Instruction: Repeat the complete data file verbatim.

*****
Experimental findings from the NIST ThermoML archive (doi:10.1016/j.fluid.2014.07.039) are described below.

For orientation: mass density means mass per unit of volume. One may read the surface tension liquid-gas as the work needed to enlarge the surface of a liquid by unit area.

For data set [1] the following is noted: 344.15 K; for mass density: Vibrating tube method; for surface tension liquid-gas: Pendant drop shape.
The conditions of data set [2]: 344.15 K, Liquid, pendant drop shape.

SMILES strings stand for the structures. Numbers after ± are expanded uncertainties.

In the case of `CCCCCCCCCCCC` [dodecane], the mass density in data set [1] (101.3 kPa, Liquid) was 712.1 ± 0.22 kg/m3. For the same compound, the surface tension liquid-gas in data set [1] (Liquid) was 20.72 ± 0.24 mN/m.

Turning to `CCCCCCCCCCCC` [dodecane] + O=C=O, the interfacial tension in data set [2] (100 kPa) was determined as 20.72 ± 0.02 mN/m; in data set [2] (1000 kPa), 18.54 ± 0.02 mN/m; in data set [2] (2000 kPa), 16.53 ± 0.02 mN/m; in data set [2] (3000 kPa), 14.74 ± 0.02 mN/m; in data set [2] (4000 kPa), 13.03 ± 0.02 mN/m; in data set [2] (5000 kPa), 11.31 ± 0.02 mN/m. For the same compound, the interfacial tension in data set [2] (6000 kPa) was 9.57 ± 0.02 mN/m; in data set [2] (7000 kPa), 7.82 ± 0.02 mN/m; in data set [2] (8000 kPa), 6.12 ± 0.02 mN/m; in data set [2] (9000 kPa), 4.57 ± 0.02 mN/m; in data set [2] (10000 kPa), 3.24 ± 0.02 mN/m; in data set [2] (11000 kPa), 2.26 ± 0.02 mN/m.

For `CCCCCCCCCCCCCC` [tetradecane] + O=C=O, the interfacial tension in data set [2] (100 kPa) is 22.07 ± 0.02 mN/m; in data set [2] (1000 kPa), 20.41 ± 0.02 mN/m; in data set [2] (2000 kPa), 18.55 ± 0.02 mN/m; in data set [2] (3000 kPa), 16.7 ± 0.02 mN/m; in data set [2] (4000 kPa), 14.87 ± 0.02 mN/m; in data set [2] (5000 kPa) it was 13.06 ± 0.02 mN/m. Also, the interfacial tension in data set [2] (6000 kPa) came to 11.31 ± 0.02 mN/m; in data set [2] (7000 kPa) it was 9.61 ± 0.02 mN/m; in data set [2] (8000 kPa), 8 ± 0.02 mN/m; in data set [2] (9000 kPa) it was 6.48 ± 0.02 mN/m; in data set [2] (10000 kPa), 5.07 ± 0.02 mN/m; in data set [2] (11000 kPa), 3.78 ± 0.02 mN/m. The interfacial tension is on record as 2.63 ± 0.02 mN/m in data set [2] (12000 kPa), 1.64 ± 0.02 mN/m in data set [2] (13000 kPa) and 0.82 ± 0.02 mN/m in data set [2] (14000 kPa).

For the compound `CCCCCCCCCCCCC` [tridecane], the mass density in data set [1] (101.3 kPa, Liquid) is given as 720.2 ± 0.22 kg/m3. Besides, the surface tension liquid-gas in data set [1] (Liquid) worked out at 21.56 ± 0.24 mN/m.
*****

Experimental findings from the NIST ThermoML archive (doi:10.1016/j.fluid.2014.07.039) are described below.

For orientation: mass density means mass per unit of volume. One may read the surface tension liquid-gas as the work needed to enlarge the surface of a liquid by unit area.

For data set [1] the following is noted: 344.15 K; for mass density: Vibrating tube method; for surface tension liquid-gas: Pendant drop shape.
The conditions of data set [2]: 344.15 K, Liquid, pendant drop shape.

SMILES strings stand for the structures. Numbers after ± are expanded uncertainties.

In the case of `CCCCCCCCCCCC` [dodecane], the mass density in data set [1] (101.3 kPa, Liquid) was 712.1 ± 0.22 kg/m3. For the same compound, the surface tension liquid-gas in data set [1] (Liquid) was 20.72 ± 0.24 mN/m.

Turning to `CCCCCCCCCCCC` [dodecane] + O=C=O, the interfacial tension in data set [2] (100 kPa) was determined as 20.72 ± 0.02 mN/m; in data set [2] (1000 kPa), 18.54 ± 0.02 mN/m; in data set [2] (2000 kPa), 16.53 ± 0.02 mN/m; in data set [2] (3000 kPa), 14.74 ± 0.02 mN/m; in data set [2] (4000 kPa), 13.03 ± 0.02 mN/m; in data set [2] (5000 kPa), 11.31 ± 0.02 mN/m. For the same compound, the interfacial tension in data set [2] (6000 kPa) was 9.57 ± 0.02 mN/m; in data set [2] (7000 kPa), 7.82 ± 0.02 mN/m; in data set [2] (8000 kPa), 6.12 ± 0.02 mN/m; in data set [2] (9000 kPa), 4.57 ± 0.02 mN/m; in data set [2] (10000 kPa), 3.24 ± 0.02 mN/m; in data set [2] (11000 kPa), 2.26 ± 0.02 mN/m.

For `CCCCCCCCCCCCCC` [tetradecane] + O=C=O, the interfacial tension in data set [2] (100 kPa) is 22.07 ± 0.02 mN/m; in data set [2] (1000 kPa), 20.41 ± 0.02 mN/m; in data set [2] (2000 kPa), 18.55 ± 0.02 mN/m; in data set [2] (3000 kPa), 16.7 ± 0.02 mN/m; in data set [2] (4000 kPa), 14.87 ± 0.02 mN/m; in data set [2] (5000 kPa) it was 13.06 ± 0.02 mN/m. Also, the interfacial tension in data set [2] (6000 kPa) came to 11.31 ± 0.02 mN/m; in data set [2] (7000 kPa) it was 9.61 ± 0.02 mN/m; in data set [2] (8000 kPa), 8 ± 0.02 mN/m; in data set [2] (9000 kPa) it was 6.48 ± 0.02 mN/m; in data set [2] (10000 kPa), 5.07 ± 0.02 mN/m; in data set [2] (11000 kPa), 3.78 ± 0.02 mN/m. The interfacial tension is on record as 2.63 ± 0.02 mN/m in data set [2] (12000 kPa), 1.64 ± 0.02 mN/m in data set [2] (13000 kPa) and 0.82 ± 0.02 mN/m in data set [2] (14000 kPa).

For the compound `CCCCCCCCCCCCC` [tridecane], the mass density in data set [1] (101.3 kPa, Liquid) is given as 720.2 ± 0.22 kg/m3. Besides, the surface tension liquid-gas in data set [1] (Liquid) worked out at 21.56 ± 0.24 mN/m.